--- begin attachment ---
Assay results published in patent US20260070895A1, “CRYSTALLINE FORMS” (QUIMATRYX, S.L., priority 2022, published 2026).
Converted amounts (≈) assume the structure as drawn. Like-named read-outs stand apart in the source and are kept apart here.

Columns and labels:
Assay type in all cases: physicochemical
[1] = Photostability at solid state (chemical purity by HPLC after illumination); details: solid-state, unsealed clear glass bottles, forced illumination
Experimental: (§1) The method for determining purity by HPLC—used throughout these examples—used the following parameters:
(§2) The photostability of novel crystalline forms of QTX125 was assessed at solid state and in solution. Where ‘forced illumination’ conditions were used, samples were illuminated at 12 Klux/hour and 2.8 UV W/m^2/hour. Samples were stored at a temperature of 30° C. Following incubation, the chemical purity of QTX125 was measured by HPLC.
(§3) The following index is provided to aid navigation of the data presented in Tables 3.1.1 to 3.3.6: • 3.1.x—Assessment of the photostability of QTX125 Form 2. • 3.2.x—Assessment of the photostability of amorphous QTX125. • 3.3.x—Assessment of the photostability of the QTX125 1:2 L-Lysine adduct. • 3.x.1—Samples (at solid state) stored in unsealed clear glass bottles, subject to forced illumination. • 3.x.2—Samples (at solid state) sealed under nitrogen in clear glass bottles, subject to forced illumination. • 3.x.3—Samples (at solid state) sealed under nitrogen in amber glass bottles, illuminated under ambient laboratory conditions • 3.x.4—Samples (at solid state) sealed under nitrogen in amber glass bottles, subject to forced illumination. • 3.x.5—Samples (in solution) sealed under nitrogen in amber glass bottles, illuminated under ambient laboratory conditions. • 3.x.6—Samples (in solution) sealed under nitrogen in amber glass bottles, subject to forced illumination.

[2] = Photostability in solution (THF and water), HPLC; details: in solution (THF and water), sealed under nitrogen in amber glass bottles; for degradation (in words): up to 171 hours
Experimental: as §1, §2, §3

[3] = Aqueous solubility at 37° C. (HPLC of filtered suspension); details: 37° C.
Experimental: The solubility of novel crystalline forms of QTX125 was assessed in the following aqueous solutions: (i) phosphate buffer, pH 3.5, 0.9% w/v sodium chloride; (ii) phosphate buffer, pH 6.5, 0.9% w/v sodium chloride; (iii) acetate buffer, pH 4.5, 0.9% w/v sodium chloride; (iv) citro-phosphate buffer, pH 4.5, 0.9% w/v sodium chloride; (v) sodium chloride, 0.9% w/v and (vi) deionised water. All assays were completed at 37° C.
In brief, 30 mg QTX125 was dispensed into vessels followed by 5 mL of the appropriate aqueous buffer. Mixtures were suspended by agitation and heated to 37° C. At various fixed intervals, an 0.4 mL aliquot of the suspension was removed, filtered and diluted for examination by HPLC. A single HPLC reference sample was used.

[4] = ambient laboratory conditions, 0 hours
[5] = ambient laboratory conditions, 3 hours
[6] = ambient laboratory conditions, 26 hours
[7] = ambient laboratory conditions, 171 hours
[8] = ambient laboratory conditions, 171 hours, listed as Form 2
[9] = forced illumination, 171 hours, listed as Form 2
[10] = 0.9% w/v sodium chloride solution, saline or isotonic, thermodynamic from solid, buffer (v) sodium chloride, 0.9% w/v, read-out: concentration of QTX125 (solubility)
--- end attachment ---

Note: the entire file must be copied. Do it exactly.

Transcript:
Assay results published in patent US20260070895A1, “CRYSTALLINE FORMS” (QUIMATRYX, S.L., priority 2022, published 2026).
Converted amounts (≈) assume the structure as drawn. Like-named read-outs stand apart in the source and are kept apart here.

Columns and labels:
Assay type in all cases: physicochemical
[1] = Photostability at solid state (chemical purity by HPLC after illumination); details: solid-state, unsealed clear glass bottles, forced illumination
Experimental: (§1) The method for determining purity by HPLC—used throughout these examples—used the following parameters:
(§2) The photostability of novel crystalline forms of QTX125 was assessed at solid state and in solution. Where ‘forced illumination’ conditions were used, samples were illuminated at 12 Klux/hour and 2.8 UV W/m^2/hour. Samples were stored at a temperature of 30° C. Following incubation, the chemical purity of QTX125 was measured by HPLC.
(§3) The following index is provided to aid navigation of the data presented in Tables 3.1.1 to 3.3.6: • 3.1.x—Assessment of the photostability of QTX125 Form 2. • 3.2.x—Assessment of the photostability of amorphous QTX125. • 3.3.x—Assessment of the photostability of the QTX125 1:2 L-Lysine adduct. • 3.x.1—Samples (at solid state) stored in unsealed clear glass bottles, subject to forced illumination. • 3.x.2—Samples (at solid state) sealed under nitrogen in clear glass bottles, subject to forced illumination. • 3.x.3—Samples (at solid state) sealed under nitrogen in amber glass bottles, illuminated under ambient laboratory conditions • 3.x.4—Samples (at solid state) sealed under nitrogen in amber glass bottles, subject to forced illumination. • 3.x.5—Samples (in solution) sealed under nitrogen in amber glass bottles, illuminated under ambient laboratory conditions. • 3.x.6—Samples (in solution) sealed under nitrogen in amber glass bottles, subject to forced illumination.

[2] = Photostability in solution (THF and water), HPLC; details: in solution (THF and water), sealed under nitrogen in amber glass bottles; for degradation (in words): up to 171 hours
Experimental: as §1, §2, §3

[3] = Aqueous solubility at 37° C. (HPLC of filtered suspension); details: 37° C.
Experimental: The solubility of novel crystalline forms of QTX125 was assessed in the following aqueous solutions: (i) phosphate buffer, pH 3.5, 0.9% w/v sodium chloride; (ii) phosphate buffer, pH 6.5, 0.9% w/v sodium chloride; (iii) acetate buffer, pH 4.5, 0.9% w/v sodium chloride; (iv) citro-phosphate buffer, pH 4.5, 0.9% w/v sodium chloride; (v) sodium chloride, 0.9% w/v and (vi) deionised water. All assays were completed at 37° C.
In brief, 30 mg QTX125 was dispensed into vessels followed by 5 mL of the appropriate aqueous buffer. Mixtures were suspended by agitation and heated to 37° C. At various fixed intervals, an 0.4 mL aliquot of the suspension was removed, filtered and diluted for examination by HPLC. A single HPLC reference sample was used.

[4] = ambient laboratory conditions, 0 hours
[5] = ambient laboratory conditions, 3 hours
[6] = ambient laboratory conditions, 26 hours
[7] = ambient laboratory conditions, 171 hours
[8] = ambient laboratory conditions, 171 hours, listed as Form 2
[9] = forced illumination, 171 hours, listed as Form 2
[10] = 0.9% w/v sodium chloride solution, saline or isotonic, thermodynamic from solid, buffer (v) sodium chloride, 0.9% w/v, read-out: concentration of QTX125 (solubility)